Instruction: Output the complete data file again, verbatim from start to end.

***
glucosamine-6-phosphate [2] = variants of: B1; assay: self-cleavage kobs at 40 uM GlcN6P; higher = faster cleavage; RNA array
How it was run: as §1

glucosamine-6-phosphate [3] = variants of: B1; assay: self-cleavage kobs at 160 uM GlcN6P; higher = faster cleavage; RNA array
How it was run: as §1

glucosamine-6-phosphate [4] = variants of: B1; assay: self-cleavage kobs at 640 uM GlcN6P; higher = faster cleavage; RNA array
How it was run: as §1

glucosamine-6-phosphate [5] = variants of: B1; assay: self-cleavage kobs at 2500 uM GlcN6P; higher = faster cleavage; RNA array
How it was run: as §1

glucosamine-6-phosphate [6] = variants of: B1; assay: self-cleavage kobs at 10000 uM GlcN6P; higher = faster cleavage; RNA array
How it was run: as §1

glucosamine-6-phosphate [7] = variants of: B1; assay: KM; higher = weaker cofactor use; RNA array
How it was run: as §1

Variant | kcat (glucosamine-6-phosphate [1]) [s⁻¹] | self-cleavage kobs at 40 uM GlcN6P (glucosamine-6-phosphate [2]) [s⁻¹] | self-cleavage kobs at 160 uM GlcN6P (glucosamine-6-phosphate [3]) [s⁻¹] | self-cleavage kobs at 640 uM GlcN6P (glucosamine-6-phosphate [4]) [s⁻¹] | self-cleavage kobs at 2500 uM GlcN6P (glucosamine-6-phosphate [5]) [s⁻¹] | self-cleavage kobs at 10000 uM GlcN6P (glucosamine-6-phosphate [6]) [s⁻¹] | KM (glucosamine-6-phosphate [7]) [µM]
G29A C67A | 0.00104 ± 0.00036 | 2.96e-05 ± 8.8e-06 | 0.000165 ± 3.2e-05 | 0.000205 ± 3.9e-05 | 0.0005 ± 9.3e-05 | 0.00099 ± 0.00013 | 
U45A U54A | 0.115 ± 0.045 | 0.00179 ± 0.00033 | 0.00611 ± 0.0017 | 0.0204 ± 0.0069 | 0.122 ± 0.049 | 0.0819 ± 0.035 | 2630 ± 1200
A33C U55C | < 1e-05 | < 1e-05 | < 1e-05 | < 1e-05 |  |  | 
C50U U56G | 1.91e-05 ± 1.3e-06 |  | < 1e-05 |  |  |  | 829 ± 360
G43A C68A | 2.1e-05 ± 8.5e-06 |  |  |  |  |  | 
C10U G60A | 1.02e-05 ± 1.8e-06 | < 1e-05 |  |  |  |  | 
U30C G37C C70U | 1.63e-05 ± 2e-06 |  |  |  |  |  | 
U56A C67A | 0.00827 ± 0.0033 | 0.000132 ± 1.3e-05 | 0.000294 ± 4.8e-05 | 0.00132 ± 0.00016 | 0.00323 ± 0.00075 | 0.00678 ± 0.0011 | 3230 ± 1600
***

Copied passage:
glucosamine-6-phosphate [2] = variants of: B1; assay: self-cleavage kobs at 40 uM GlcN6P; higher = faster cleavage; RNA array
How it was run: as §1

glucosamine-6-phosphate [3] = variants of: B1; assay: self-cleavage kobs at 160 uM GlcN6P; higher = faster cleavage; RNA array
How it was run: as §1

glucosamine-6-phosphate [4] = variants of: B1; assay: self-cleavage kobs at 640 uM GlcN6P; higher = faster cleavage; RNA array
How it was run: as §1

glucosamine-6-phosphate [5] = variants of: B1; assay: self-cleavage kobs at 2500 uM GlcN6P; higher = faster cleavage; RNA array
How it was run: as §1

glucosamine-6-phosphate [6] = variants of: B1; assay: self-cleavage kobs at 10000 uM GlcN6P; higher = faster cleavage; RNA array
How it was run: as §1

glucosamine-6-phosphate [7] = variants of: B1; assay: KM; higher = weaker cofactor use; RNA array
How it was run: as §1

Variant | kcat (glucosamine-6-phosphate [1]) [s⁻¹] | self-cleavage kobs at 40 uM GlcN6P (glucosamine-6-phosphate [2]) [s⁻¹] | self-cleavage kobs at 160 uM GlcN6P (glucosamine-6-phosphate [3]) [s⁻¹] | self-cleavage kobs at 640 uM GlcN6P (glucosamine-6-phosphate [4]) [s⁻¹] | self-cleavage kobs at 2500 uM GlcN6P (glucosamine-6-phosphate [5]) [s⁻¹] | self-cleavage kobs at 10000 uM GlcN6P (glucosamine-6-phosphate [6]) [s⁻¹] | KM (glucosamine-6-phosphate [7]) [µM]
G29A C67A | 0.00104 ± 0.00036 | 2.96e-05 ± 8.8e-06 | 0.000165 ± 3.2e-05 | 0.000205 ± 3.9e-05 | 0.0005 ± 9.3e-05 | 0.00099 ± 0.00013 | 
U45A U54A | 0.115 ± 0.045 | 0.00179 ± 0.00033 | 0.00611 ± 0.0017 | 0.0204 ± 0.0069 | 0.122 ± 0.049 | 0.0819 ± 0.035 | 2630 ± 1200
A33C U55C | < 1e-05 | < 1e-05 | < 1e-05 | < 1e-05 |  |  | 
C50U U56G | 1.91e-05 ± 1.3e-06 |  | < 1e-05 |  |  |  | 829 ± 360
G43A C68A | 2.1e-05 ± 8.5e-06 |  |  |  |  |  | 
C10U G60A | 1.02e-05 ± 1.8e-06 | < 1e-05 |  |  |  |  | 
U30C G37C C70U | 1.63e-05 ± 2e-06 |  |  |  |  |  | 
U56A C67A | 0.00827 ± 0.0033 | 0.000132 ± 1.3e-05 | 0.000294 ± 4.8e-05 | 0.00132 ± 0.00016 | 0.00323 ± 0.00075 | 0.00678 ± 0.0011 | 3230 ± 1600